Understanding What a Clinical Diagnostics Laboratory Does
Veterinarians can often work very closely with a clinical diagnostics laboratory in order to provide the most accurate information to pet owners, trainers, farmers, or others who work closely with animals and are concerned about their well-being. For example, if a horse has an equine infectious anemia virus or cows have dropped dead suddenly or your pet has heartworm, a vet may send off samples to a clinical diagnostics laboratory to find out what’s going on. These labs can provide not just lab results for a variety of tests, but also phone consultations, priority overnight shipping, and in some cases, can send couriers to come pick up the samples. A clinical diagnostics laboratory can play an important role in not just keeping our pets healthy, but also in food safety testing, with multiple divisions that focus on different areas, like microbiology, parasitology, pathology, and more.
Equine Infectious Anemia Virus Case Study
One example of how a clinical diagnostics laboratory can be of immense service is their work with EIAV (equine infectious anemia virus). The lab can do an equine infectious anemia virus antibody test, which lets the owner or owners know if urgent steps towards treatment and quarantine need to be taken. Just one fifth of a teaspoon of blood from a chronic case of EIAV during fever can have enough virus to infect 10,000 horses. Horses who have EIAV can die within two to three weeks of being exposed and show severe, acute signs of the disease.
Interestingly, most horses are carriers without realizing it, lacking any symptoms or abnormalities that tip humans off to being carriers. Their EIAV concentrations are significantly lower than horses who are obviously affected.
A lab can offer same day results and competitively priced tests for vets to administer, as well as do necropsy testings (and/or cremation, if needed) to find out the cause of death. A veterinarian’s office usually does not have the technology or resources to do this kind of work, but with the help of a lab, can provide answers to worried owners.
What Can a Clinical Diagnostics Lab Do For Pet Owners?
For owners with house pets, like cats or dogs, they probably won’t need some of the epidemiology tests or foot safety tests that a lab can run for livestock farmers. However, vets may commonly send heartworm tests or samples off to a diagnostics lab to get results. Around one million dogs have heartworm in the United States every year and treatment can be up to $1,000 in total costs. If results come back positive, the animal will need to start a treatment regimen — and vets will suggest investing in a monthly preventive to keep it from happening again.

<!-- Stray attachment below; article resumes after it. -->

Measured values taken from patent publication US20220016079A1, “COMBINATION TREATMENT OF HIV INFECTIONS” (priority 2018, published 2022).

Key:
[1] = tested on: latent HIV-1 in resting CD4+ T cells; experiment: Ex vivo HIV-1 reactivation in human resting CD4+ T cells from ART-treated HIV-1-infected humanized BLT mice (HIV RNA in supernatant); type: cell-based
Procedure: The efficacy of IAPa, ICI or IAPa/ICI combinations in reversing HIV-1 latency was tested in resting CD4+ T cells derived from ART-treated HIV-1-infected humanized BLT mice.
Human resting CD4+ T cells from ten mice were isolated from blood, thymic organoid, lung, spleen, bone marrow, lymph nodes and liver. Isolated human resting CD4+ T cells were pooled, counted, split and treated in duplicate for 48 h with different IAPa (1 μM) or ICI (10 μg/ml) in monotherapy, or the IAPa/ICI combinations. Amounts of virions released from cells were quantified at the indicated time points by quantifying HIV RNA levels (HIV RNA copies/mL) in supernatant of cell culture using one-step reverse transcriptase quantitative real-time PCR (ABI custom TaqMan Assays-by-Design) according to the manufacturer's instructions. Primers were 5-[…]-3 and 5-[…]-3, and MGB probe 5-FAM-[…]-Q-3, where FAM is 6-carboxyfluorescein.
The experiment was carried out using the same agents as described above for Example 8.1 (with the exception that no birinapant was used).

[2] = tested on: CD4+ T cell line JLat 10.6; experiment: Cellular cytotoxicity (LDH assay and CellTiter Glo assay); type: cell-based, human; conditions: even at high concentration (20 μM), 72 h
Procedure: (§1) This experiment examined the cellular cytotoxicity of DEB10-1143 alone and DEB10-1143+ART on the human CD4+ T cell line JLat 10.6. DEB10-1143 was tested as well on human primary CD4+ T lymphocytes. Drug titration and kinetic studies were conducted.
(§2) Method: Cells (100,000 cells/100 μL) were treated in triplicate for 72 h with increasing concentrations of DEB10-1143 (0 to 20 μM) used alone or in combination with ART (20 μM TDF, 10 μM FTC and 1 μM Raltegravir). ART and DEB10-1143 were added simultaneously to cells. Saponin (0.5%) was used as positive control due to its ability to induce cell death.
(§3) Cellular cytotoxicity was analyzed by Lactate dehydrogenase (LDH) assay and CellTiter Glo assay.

Given that just one or two worms can make a cat very sick and that dogs with heartworm can have up to 30 or more worms in their hearts and lungs, getting treated is crucially important once the tests come back. It’s also recommended that pet owners conduct a heartworm test six months after treatment and then annually to make sure that the heartworms have gone away for good.
What Other Services Do These Labs Offer?
A clinical diagnostics lab can also help educate veterinarians in aspects of clinical pathology — both those studying to be a vet and current vets. This knowledge can be incredibly useful to them down the line and many labs offer residencies, seminars, rotations, internships, and in some cases, even resources online to further increase learning.
Labs also carry out investigative research in clinical pathology, advances in diagnostic medicine, microbiology, immunology, parasitology, and serotology, among other things. They can often be major and important contributors to scientific efforts and advancements when it comes to veterinary medicine and beyond.
If you’re worried about an outbreak among your livestock or horses or are anxiously waiting for test results for your cat or dog, know that technicians and specialists at clinical diagnostics laboratories are working to discover what might be wrong. With their findings, vets can help put together a treatment plan and course of action to get your animals back on their feet.